Recent Changes in Federal and Vermont Tax Law & the Impacts on Estate Planning

By Mark E. Melendy

The year 2018 has been one of significant change in estate planning law, beginning with the Tax Cut and Jobs Act (the “Federal Tax Law”) which took effect on January 1, 2018 and Vermont’s new Will and Probate Law (the “Vermont Law”) which became effective July 1, 2018.  Both of these laws involve major changes and will affect how we advise you on your tax and estate planning.

Federal Tax Law

The Federal Tax Law dramatically increases the estate tax exemption amount through 2025.  The new exemption is $11.18 million per person.  With such a high exemption, the number of estates subject to estate tax will drop significantly.  That is very good news for taxpayers whose estates would have been subject to a lower estate tax exemption under the previous law.

Increased Federal Estate Tax Exemption and Stepped-Up Basis for Income Taxation

With the high estate tax exemption reducing estate tax exposure and with assets subject to estate tax receiving the date of death step-up in income tax basis, whether or not an estate tax is paid, estate planning to lessen estate taxes may not be the optimum tax plan under the Federal Tax Law.  This reality means it is important to review one’s estate plan with this new tax structure in mind.  Additionally, an important note is that gifted assets do not receive any income tax basis step-up.

Change to Personal Income Tax Deductions

There is also good news for most taxpayers on the income tax front, although the state and local tax deduction limits included in the Federal Tax Law will actually result in an income tax increase for some taxpayers.   The Federal Tax Law now limits the personal income tax deduction for state and local taxes to $10,000 per person/couple. While many people will adjust to this new reality, an opportunity exists which may allow individuals and couples to capture multiple $10,000 deductions by conveying their real estate to multiple irrevocable trusts or other appropriate entities.

Tax Savings Opportunities for Business Owners

Business activities may also be structured to take advantage of the new 20% pass thru entity deduction.  This deduction is not available to C corporations, but C corporations have the benefit under the Federal Tax Law of the much lower corporate tax of 21% instead of 35%.

Annual Gift Exclusion Increase

One additional benefit that 2018 brought, due to the inflation indexing, was an increase in the annual exclusion amount from $14,000 to $15,000.  The annual exclusion amount is the amount that an individual may give to any number of individuals in a calendar year without incurring gift taxes or even having to file a gift tax return.

Vermont Will and Probate Law

While the Vermont estate tax exemption amount of $2.75 million per taxpayer remained unchanged in the recent legislative session, a major re-write of Vermont law regarding Wills and probate administration was enacted and became effective July 1, 2018. The more notable changes are presented below.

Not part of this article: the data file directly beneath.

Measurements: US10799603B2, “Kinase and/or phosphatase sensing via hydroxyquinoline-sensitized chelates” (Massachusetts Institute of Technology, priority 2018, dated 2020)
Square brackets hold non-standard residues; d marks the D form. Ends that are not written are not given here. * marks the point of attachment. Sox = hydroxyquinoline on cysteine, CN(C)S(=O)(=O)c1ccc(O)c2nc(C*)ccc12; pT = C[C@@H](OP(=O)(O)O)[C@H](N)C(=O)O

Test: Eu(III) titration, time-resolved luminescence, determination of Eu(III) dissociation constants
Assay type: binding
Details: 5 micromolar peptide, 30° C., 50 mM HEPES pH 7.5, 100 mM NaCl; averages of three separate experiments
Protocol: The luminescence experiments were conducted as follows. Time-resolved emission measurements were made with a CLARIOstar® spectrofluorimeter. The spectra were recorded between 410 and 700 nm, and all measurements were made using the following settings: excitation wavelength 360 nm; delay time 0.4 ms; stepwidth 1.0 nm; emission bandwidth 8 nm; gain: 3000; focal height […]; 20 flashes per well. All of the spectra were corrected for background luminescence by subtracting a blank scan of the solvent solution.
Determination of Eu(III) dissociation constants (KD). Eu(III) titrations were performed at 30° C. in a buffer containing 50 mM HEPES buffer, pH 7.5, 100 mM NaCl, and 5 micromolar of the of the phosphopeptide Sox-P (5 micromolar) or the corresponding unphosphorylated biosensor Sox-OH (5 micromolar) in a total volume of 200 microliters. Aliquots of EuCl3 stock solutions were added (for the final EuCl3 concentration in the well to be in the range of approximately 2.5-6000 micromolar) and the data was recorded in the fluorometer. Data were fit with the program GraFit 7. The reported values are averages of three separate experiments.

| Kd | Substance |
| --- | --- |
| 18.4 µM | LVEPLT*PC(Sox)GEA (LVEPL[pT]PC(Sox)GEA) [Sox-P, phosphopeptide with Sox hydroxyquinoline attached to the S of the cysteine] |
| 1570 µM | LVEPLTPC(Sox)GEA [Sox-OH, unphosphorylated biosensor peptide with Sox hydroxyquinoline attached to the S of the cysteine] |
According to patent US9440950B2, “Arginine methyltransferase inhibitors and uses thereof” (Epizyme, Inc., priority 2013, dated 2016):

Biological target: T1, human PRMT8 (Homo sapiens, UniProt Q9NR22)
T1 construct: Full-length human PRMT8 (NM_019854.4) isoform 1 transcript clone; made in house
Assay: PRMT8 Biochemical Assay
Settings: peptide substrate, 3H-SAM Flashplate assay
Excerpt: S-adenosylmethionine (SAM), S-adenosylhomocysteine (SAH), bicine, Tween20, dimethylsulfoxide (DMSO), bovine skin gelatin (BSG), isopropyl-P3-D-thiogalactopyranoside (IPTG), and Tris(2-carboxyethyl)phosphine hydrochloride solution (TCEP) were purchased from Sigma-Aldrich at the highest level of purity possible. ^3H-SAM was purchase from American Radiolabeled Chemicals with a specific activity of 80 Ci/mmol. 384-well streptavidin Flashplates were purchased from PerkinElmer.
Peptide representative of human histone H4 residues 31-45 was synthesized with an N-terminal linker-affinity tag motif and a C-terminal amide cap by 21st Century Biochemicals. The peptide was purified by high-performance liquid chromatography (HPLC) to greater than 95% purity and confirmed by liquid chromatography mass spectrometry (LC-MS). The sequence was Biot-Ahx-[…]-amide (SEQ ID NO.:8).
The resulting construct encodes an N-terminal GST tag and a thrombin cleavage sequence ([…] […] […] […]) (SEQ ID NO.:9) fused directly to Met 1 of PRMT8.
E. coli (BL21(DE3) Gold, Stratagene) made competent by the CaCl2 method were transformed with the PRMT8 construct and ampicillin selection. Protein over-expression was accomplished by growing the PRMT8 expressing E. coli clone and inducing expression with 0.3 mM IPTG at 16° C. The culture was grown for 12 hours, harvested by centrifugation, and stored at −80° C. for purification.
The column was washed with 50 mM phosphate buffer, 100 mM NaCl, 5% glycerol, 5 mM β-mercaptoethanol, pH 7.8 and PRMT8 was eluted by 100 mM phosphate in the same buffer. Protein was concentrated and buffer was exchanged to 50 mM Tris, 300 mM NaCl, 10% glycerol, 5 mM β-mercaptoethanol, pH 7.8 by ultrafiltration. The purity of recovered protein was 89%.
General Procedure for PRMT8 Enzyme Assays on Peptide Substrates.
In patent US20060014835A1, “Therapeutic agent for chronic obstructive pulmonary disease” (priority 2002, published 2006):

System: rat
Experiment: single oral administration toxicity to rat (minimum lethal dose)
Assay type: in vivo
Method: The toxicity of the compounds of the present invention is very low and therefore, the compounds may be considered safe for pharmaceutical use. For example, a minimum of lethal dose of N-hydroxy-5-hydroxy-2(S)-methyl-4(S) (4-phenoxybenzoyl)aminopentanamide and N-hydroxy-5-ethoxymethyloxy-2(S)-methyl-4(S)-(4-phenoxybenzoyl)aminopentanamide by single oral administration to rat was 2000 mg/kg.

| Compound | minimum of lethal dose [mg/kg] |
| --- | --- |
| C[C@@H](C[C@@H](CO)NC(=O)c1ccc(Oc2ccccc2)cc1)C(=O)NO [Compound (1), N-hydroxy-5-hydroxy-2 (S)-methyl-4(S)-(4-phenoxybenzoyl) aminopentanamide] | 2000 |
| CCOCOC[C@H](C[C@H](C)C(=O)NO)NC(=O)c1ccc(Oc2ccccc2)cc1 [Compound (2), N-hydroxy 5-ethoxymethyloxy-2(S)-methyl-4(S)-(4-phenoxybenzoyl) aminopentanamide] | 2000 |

One major change is that Vermont will now allow self-proving Wills. “Self-proving” means an affidavit signed by the witnesses is added at the end of the Will. Under previous law, the probate court would only allow a Will if either all of the decedent’s heirs at law consented to the allowance of the Will, or a hearing was held with the witnesses giving testimony to confirm the Will was properly signed.  Under the new law, the courts will allow Wills without a hearing if they are executed with the new self‑proving affidavit. This means a more streamlined process for the allowance of Wills. The benefit of self-proving Wills cannot be overstated for ease and efficiency of Will allowance, and we therefore recommend the execution of new Wills to incorporate this new benefit.

The Vermont Law also allows an executor to move forward with the sale of the estate’s assets in a more streamlined manner, if the Will specifically allows for such sales. Finally, estate administration can be significantly less burdensome if the probate estate involves no real estate, highlighting the benefit of re-titling assets, particularly real estate, in a manner to avoid probate.

Do the beneficial changes in these new laws eliminate your need for comprehensive estate planning?

There are many issues to be addressed in the estate planning process, beyond tax planning, including naming your choice of guardian, executor and trustee, avoiding probate, providing for the specific needs of your family, the complexities of second marriages and blended families, and supporting your favorite charities. So the need for a comprehensive estate plan has definitely not been eliminated – the ground rules have just shifted.

In such dynamic times, the estate planning department at Sheehey is ready to help in reviewing your current estate plan in light of these significant changes. If you have any questions, or would like to schedule an appointment to discuss how the new laws impact you, please contact us at (802) 864-9891.



While the information contained herein is intended to be accurate, it is, nonetheless, presented with the understanding that it does not constitute legal advice or professional assistance in any manner, but rather is offered to guide the discussion.  An independent investigation of the current law must always be undertaken before recommending any action or inaction on the basis of these materials.